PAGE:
Dolly Parton and Fran DeWine unite to put pages in front of kids

Dolly Parton and Fran DeWine unite to put pages in front of kids
Dave Mast

Ohio First Lady Fran DeWine, seated at the far end of the table, chats with members of her Ohio Governor’s Imagination Library staff and Holmes County organizational leaders. DeWine is promoting the importance of reading through a national program that started with Dolly Parton.


Dolly Parton’s Imagination Library is a book-gifting program that mails free books to children from birth until they begin school, no matter their family’s income.

After launching in 1995, the program grew quickly. First books were only distributed to children living in Sevier County, Tennessee, where Dolly Parton grew up. It became such a success that in 2000 a national replication effort was underway.

By 2003 Dolly Parton’s Imagination Library had mailed 1 million books. It would prove to be the first of many millions of books sent to children around the world.

Ohio First Lady Fran DeWine is now taking up the crusade to further the program in Ohio’s 88 counties. She is currently making a tour through Ohio as she connects with county leaders and organizational leaders who might have influence in helping the program get off the ground.

DeWine was in Millersburg on Monday, Sept. 23. She met with a number of local entities including the Holmes County District Public Library, Millersburg Rotary Club and others, discussing how they could best implement the program in Holmes County.

A grandmother of two-dozen children, DeWine has been a proponent of promoting education, and this particular program was one she felt was well worth getting behind.

“I am passionate about children and about helping them learn and get ready for life,” DeWine said. “I learned about the Dolly Parton Library because my own kids were receiving them through our library, and my grandchildren were so excited about getting them that I began to look into the program.”

What she found was every child who signs up for the program receives one new book every month from the time they join until they are age 5 and ready to go to kindergarten.

The program is free to every family and child who signs up, and the $2 per book expense is covered by area businesses and entities that recognize the value in getting books into the hands of children at a young age.

A committee from the Dolly Parton’s Imagination Library pores over children’s books to create a library of books that are age-appropriate. The first book that goes to every child is “The Little Engine That Could.”

“My goal is to get this program set up in every county in Ohio so that every child has the opportunity to learn to read,” DeWine said. “It’s an exciting chance to make a big impact in the lives of our children."

DeWine said clubs like Kiwanas, Rotary, Lions Club or other civic groups or organizations like United Way and even private businesses and individuals have become integral partners with the program.

Part of the goal for DeWine and her staff is to make connections with those organizations willing to support the program. She said the state has even created a fund to help match those funds given to the program.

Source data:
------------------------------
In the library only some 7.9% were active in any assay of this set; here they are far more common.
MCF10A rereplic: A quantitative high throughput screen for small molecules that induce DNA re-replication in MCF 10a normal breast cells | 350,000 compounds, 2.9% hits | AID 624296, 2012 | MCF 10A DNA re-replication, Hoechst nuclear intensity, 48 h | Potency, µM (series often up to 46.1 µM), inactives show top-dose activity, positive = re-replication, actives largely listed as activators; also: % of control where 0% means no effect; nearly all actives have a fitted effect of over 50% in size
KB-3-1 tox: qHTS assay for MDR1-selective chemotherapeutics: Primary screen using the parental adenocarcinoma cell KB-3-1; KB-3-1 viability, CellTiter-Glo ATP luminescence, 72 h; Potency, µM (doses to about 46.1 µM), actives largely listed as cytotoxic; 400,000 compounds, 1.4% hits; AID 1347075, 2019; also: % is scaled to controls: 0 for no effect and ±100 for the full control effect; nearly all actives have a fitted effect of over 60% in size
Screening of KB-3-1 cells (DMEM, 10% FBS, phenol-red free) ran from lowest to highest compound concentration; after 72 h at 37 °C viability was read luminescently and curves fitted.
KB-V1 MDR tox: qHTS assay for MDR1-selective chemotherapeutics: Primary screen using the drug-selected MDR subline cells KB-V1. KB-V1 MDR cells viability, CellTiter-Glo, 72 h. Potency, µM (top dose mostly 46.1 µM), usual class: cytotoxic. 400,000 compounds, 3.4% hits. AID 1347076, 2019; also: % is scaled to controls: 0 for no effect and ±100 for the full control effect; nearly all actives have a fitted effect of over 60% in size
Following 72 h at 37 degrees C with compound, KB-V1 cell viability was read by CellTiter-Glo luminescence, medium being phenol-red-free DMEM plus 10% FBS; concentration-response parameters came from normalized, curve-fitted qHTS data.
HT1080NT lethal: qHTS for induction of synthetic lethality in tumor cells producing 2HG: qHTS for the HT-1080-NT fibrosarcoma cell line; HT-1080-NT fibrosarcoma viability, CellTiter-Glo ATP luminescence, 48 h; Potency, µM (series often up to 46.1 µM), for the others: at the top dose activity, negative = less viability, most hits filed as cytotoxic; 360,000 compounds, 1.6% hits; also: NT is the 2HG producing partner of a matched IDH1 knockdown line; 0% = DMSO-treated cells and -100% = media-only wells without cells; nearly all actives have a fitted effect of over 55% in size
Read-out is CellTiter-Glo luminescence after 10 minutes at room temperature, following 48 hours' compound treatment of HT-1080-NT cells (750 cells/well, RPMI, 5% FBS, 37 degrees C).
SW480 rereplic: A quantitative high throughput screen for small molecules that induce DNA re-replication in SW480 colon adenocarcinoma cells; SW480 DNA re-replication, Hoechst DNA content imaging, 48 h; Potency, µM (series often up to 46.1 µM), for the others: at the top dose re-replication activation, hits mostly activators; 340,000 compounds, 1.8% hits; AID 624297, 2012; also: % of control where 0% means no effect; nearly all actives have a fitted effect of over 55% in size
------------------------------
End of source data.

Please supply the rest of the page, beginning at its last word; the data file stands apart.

“There is one person per county who kind of manages the mailing list and the fundraising for each county,” DeWine said.

It is widely recognized that the best way to promote language development is by reading aloud to children, yet not all families have easy access to new books for their children.

Currently there are over 700,000 children under the age of 5 in the state of Ohio, but less than 100,000 of those children are currently enrolled in Dolly Parton's Imagination Library, and studies have shown a marked improvement in children who utilize the program.
DeWine said the program transcends all economic levels, being an asset to families with wealth and those that would struggle to purchase the books on their own accord.

“It’s a wonderful way to get children ready for kindergarten,” DeWine said. “For $2.10 a month, we can bring a child up to kindergarten readiness. Imagine the joy for a child who is going to kindergarten ready to read.”

Once a community has gained the support needed to become part of Dolly Parton’s Imagination Library, their zip code will be entered and families will be eligible to enter their child’s name into the system.

Signing up can be done online or through the organizations that will be part of the program. DeWine said babies can be added to the system when they are born.

DeWine staff member Amy Timmerman said the DeWine family is very committed to helping children and building education.

Timmerman was excited about their meeting with Holmes County organizations, where they met at Jitter’s Café to discuss the program.

If any organizations would have an interest in participating and supporting the Ohio Governor’s Imagination Library, they may do so by filling out a form that is available at The form allows people to leave a note and express their interest.

DeWine staff member Kristy Amy said business partners also can become enrollment partners that support the program by being an avenue where families can pick up sign-up forms.

“We’re in the early stages, but we are very excited sharing this vision with the entire state of Ohio,” Amy said. “Our basic goal right now is to simply connect with organizations and businesses around the state to share our reading vision for kids and to create partnerships that will allow us to develop the program statewide.”

When a county is added, donations can be made directly to the participating nonprofit organization that takes a lead role, or they also can be made to the state level, where it can be earmarked for a specific county.

To learn more or to get involved, visit

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